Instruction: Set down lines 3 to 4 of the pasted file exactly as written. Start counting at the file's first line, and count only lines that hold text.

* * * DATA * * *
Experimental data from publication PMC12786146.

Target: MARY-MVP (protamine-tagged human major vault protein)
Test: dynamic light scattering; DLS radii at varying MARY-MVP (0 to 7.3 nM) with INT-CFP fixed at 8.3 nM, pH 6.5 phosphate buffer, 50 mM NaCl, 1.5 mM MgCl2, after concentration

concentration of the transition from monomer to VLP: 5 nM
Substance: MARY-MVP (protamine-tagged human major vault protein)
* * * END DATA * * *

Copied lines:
Test: dynamic light scattering; DLS radii at varying MARY-MVP (0 to 7.3 nM) with INT-CFP fixed at 8.3 nM, pH 6.5 phosphate buffer, 50 mM NaCl, 1.5 mM MgCl2, after concentration

concentration of the transition from monomer to VLP: 5 nM